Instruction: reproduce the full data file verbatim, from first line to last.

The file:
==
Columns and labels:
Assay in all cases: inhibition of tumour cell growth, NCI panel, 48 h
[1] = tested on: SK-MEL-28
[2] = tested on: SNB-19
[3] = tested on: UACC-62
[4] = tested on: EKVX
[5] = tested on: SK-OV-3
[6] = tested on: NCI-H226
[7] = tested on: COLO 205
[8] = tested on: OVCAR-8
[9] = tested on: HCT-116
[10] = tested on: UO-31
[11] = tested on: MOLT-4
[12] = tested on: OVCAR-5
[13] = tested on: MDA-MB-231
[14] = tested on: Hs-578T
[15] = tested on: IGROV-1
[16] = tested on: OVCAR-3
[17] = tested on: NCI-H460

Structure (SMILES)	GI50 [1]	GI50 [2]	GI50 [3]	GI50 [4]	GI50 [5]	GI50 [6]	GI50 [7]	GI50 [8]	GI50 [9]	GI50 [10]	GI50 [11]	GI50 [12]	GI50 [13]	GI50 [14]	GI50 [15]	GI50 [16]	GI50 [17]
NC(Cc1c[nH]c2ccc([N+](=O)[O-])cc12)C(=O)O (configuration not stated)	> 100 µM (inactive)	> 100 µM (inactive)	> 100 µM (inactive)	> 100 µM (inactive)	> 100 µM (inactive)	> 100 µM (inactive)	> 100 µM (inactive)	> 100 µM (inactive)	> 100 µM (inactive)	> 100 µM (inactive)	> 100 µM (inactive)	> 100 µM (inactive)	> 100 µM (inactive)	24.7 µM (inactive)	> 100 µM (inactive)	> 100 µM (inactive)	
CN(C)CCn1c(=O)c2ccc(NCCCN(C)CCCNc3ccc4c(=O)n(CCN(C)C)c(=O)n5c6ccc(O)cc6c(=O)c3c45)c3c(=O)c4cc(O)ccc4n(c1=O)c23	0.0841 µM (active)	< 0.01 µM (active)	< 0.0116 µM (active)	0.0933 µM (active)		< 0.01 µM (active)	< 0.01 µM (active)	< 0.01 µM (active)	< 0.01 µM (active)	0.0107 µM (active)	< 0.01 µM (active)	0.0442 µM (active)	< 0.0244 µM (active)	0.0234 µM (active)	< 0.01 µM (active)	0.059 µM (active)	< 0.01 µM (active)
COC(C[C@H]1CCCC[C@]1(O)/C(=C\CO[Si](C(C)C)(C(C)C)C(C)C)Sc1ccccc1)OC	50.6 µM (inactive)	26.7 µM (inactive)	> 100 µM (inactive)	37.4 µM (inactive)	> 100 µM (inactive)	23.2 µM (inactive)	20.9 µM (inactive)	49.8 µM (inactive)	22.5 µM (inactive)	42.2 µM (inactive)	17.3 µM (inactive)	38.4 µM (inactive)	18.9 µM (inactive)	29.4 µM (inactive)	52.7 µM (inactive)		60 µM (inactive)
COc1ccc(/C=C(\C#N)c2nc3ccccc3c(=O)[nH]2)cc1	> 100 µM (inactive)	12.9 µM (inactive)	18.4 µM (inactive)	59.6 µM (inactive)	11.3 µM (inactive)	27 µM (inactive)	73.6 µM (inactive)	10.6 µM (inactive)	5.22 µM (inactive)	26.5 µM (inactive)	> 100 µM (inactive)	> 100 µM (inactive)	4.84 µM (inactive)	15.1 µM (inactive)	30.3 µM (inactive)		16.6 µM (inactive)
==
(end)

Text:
Columns and labels:
Assay in all cases: inhibition of tumour cell growth, NCI panel, 48 h
[1] = tested on: SK-MEL-28
[2] = tested on: SNB-19
[3] = tested on: UACC-62
[4] = tested on: EKVX
[5] = tested on: SK-OV-3
[6] = tested on: NCI-H226
[7] = tested on: COLO 205
[8] = tested on: OVCAR-8
[9] = tested on: HCT-116
[10] = tested on: UO-31
[11] = tested on: MOLT-4
[12] = tested on: OVCAR-5
[13] = tested on: MDA-MB-231
[14] = tested on: Hs-578T
[15] = tested on: IGROV-1
[16] = tested on: OVCAR-3
[17] = tested on: NCI-H460

Structure (SMILES)	GI50 [1]	GI50 [2]	GI50 [3]	GI50 [4]	GI50 [5]	GI50 [6]	GI50 [7]	GI50 [8]	GI50 [9]	GI50 [10]	GI50 [11]	GI50 [12]	GI50 [13]	GI50 [14]	GI50 [15]	GI50 [16]	GI50 [17]
NC(Cc1c[nH]c2ccc([N+](=O)[O-])cc12)C(=O)O (configuration not stated)	> 100 µM (inactive)	> 100 µM (inactive)	> 100 µM (inactive)	> 100 µM (inactive)	> 100 µM (inactive)	> 100 µM (inactive)	> 100 µM (inactive)	> 100 µM (inactive)	> 100 µM (inactive)	> 100 µM (inactive)	> 100 µM (inactive)	> 100 µM (inactive)	> 100 µM (inactive)	24.7 µM (inactive)	> 100 µM (inactive)	> 100 µM (inactive)	
CN(C)CCn1c(=O)c2ccc(NCCCN(C)CCCNc3ccc4c(=O)n(CCN(C)C)c(=O)n5c6ccc(O)cc6c(=O)c3c45)c3c(=O)c4cc(O)ccc4n(c1=O)c23	0.0841 µM (active)	< 0.01 µM (active)	< 0.0116 µM (active)	0.0933 µM (active)		< 0.01 µM (active)	< 0.01 µM (active)	< 0.01 µM (active)	< 0.01 µM (active)	0.0107 µM (active)	< 0.01 µM (active)	0.0442 µM (active)	< 0.0244 µM (active)	0.0234 µM (active)	< 0.01 µM (active)	0.059 µM (active)	< 0.01 µM (active)
COC(C[C@H]1CCCC[C@]1(O)/C(=C\CO[Si](C(C)C)(C(C)C)C(C)C)Sc1ccccc1)OC	50.6 µM (inactive)	26.7 µM (inactive)	> 100 µM (inactive)	37.4 µM (inactive)	> 100 µM (inactive)	23.2 µM (inactive)	20.9 µM (inactive)	49.8 µM (inactive)	22.5 µM (inactive)	42.2 µM (inactive)	17.3 µM (inactive)	38.4 µM (inactive)	18.9 µM (inactive)	29.4 µM (inactive)	52.7 µM (inactive)		60 µM (inactive)
COc1ccc(/C=C(\C#N)c2nc3ccccc3c(=O)[nH]2)cc1	> 100 µM (inactive)	12.9 µM (inactive)	18.4 µM (inactive)	59.6 µM (inactive)	11.3 µM (inactive)	27 µM (inactive)	73.6 µM (inactive)	10.6 µM (inactive)	5.22 µM (inactive)	26.5 µM (inactive)	> 100 µM (inactive)	> 100 µM (inactive)	4.84 µM (inactive)	15.1 µM (inactive)	30.3 µM (inactive)		16.6 µM (inactive)